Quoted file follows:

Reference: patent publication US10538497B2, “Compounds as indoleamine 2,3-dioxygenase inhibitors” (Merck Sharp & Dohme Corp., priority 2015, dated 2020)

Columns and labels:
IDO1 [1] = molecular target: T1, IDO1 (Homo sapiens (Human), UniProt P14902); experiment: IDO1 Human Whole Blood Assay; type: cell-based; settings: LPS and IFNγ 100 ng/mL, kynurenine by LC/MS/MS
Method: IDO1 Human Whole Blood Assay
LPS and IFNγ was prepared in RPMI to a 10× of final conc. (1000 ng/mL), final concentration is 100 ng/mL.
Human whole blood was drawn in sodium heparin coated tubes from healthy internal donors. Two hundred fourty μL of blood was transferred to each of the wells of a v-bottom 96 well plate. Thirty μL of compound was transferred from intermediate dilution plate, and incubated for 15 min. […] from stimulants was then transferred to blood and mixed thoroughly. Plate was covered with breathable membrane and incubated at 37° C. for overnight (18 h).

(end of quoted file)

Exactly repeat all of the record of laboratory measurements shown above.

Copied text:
Reference: patent publication US10538497B2, “Compounds as indoleamine 2,3-dioxygenase inhibitors” (Merck Sharp & Dohme Corp., priority 2015, dated 2020)

Columns and labels:
IDO1 [1] = molecular target: T1, IDO1 (Homo sapiens (Human), UniProt P14902); experiment: IDO1 Human Whole Blood Assay; type: cell-based; settings: LPS and IFNγ 100 ng/mL, kynurenine by LC/MS/MS
Method: IDO1 Human Whole Blood Assay
LPS and IFNγ was prepared in RPMI to a 10× of final conc. (1000 ng/mL), final concentration is 100 ng/mL.
Human whole blood was drawn in sodium heparin coated tubes from healthy internal donors. Two hundred fourty μL of blood was transferred to each of the wells of a v-bottom 96 well plate. Thirty μL of compound was transferred from intermediate dilution plate, and incubated for 15 min. […] from stimulants was then transferred to blood and mixed thoroughly. Plate was covered with breathable membrane and incubated at 37° C. for overnight (18 h).